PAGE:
Dundee in the 19th-century, like many parts of the United Kingdom, was suffering from disease outbreaks. Typhoid and Cholera were running rampant and the city’s cemeteries were overwhelmed. City planners decided to create a new burial ground.
A giant pit was created just north of the current graveyard, The Howff. Because people were dying in such vast numbers, cheaply constructed pine coffins were used and bodies were stacked atop one another. This excavation was then covered with a thin layer of lime and dirt.
These epidemics eventually passed and scientific discoveries curtailed the spread. During the middle of the next century, plans were put into place to have the area designated for redevelopment. The pit was exhumed and the bodies were disinterred and reburied in the city’s Eastern Cemetery.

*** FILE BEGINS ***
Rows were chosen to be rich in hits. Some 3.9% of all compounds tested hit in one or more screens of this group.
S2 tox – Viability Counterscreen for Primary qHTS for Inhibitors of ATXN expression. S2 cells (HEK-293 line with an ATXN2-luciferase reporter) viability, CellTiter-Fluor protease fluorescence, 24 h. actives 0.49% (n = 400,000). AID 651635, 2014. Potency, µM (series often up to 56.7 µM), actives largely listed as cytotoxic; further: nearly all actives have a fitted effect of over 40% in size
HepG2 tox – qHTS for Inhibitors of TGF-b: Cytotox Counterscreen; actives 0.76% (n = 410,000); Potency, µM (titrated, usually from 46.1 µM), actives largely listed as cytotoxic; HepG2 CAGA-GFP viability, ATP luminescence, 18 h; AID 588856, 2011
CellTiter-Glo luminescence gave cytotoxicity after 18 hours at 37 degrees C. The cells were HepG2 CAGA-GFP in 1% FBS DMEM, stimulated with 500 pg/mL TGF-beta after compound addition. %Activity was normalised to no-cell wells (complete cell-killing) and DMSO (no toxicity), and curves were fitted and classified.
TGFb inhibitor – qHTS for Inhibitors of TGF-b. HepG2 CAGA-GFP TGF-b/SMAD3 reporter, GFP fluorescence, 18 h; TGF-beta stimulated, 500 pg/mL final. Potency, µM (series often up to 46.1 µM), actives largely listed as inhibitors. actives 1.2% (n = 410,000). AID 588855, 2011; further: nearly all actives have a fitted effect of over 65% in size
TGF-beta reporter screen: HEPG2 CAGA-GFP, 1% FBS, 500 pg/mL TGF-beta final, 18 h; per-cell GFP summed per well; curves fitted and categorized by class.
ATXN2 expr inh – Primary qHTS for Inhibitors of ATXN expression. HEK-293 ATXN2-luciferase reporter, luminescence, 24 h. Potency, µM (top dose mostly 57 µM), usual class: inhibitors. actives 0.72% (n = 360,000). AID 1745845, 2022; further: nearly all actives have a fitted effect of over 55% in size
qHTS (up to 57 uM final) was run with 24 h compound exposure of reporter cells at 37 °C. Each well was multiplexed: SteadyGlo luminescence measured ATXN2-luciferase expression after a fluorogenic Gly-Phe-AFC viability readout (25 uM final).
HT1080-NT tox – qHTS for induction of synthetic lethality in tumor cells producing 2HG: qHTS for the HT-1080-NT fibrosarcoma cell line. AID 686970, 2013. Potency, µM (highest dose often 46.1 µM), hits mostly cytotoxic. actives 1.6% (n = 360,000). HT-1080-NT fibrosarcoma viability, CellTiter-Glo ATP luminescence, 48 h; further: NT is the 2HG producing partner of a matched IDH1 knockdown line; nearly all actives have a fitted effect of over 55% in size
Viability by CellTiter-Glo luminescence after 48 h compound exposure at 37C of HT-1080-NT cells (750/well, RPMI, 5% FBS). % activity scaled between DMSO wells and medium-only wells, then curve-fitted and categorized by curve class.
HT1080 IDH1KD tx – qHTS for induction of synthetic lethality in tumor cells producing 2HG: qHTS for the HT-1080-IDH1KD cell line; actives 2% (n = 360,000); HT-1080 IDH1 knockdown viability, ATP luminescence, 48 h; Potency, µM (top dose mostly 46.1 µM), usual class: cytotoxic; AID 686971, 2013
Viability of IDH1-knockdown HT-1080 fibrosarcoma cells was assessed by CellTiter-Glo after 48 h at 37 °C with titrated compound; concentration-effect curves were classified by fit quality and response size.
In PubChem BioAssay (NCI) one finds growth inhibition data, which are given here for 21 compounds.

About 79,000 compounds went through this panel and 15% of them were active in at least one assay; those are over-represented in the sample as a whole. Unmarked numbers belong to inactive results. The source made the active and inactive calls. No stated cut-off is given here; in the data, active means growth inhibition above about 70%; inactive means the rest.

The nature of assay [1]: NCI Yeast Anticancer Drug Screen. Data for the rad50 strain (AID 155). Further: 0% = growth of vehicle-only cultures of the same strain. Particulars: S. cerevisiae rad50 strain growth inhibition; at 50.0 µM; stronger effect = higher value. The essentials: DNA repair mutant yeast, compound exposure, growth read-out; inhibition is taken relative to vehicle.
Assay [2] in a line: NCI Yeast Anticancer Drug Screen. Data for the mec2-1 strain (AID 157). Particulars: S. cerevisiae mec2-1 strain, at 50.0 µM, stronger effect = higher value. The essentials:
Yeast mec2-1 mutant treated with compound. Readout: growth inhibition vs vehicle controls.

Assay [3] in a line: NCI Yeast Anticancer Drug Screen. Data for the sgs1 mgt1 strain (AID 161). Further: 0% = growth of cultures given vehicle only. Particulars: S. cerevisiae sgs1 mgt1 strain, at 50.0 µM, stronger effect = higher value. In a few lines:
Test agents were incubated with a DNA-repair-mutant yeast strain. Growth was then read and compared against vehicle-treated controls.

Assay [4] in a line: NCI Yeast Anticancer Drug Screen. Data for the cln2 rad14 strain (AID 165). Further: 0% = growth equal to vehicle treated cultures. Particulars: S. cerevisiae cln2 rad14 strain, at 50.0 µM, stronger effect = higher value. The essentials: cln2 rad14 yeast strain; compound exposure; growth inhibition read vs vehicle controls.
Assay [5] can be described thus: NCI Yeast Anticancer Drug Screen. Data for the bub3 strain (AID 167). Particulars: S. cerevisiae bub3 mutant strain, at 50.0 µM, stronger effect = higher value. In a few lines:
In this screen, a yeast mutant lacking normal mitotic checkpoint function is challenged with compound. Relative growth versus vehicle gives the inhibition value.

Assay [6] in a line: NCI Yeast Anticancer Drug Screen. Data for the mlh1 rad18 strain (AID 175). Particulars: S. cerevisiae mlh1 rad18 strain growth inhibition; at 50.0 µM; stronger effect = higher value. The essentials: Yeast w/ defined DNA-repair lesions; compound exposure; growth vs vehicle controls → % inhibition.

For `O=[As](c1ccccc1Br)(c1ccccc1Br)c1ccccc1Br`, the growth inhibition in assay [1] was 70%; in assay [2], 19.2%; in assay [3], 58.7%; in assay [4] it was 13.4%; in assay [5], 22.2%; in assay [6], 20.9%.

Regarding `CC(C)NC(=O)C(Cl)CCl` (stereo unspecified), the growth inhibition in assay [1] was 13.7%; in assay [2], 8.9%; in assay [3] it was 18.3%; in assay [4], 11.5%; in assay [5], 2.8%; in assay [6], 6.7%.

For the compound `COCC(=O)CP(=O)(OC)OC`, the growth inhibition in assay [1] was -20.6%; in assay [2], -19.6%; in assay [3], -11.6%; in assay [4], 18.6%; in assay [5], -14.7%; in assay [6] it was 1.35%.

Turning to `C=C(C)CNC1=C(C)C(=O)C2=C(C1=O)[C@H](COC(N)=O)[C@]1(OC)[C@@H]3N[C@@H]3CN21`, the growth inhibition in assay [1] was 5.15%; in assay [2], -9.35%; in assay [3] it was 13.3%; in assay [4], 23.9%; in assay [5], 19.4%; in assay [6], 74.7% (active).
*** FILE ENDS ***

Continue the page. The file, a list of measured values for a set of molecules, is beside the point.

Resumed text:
Not all were removed to make way for what is now the Bell Street Car Park and Abertay University. A handful of headstones of those who could afford the expense were left intact. These, along with accounts of supernatural happenings, are all that remain of this burial ground that held up to 10,000 people.
There was a headstone that once stood here, but has since been removed for its historical significance. This was the grave marker of William Bury. Bury was a butcher who moved to Dundee from London and was the last person to be hung in the city for the murder of his wife. It has been speculated that Bury may have been the notorious serial killer known as Jack, The Ripper.
Know Before You Go
The group of half a dozen headstones can be found running along a wall, on the western edge of the West Bell Street Car Park. The headstone of William Bury is not on display but is kept in the basement of the nearby McManus Art Gallery.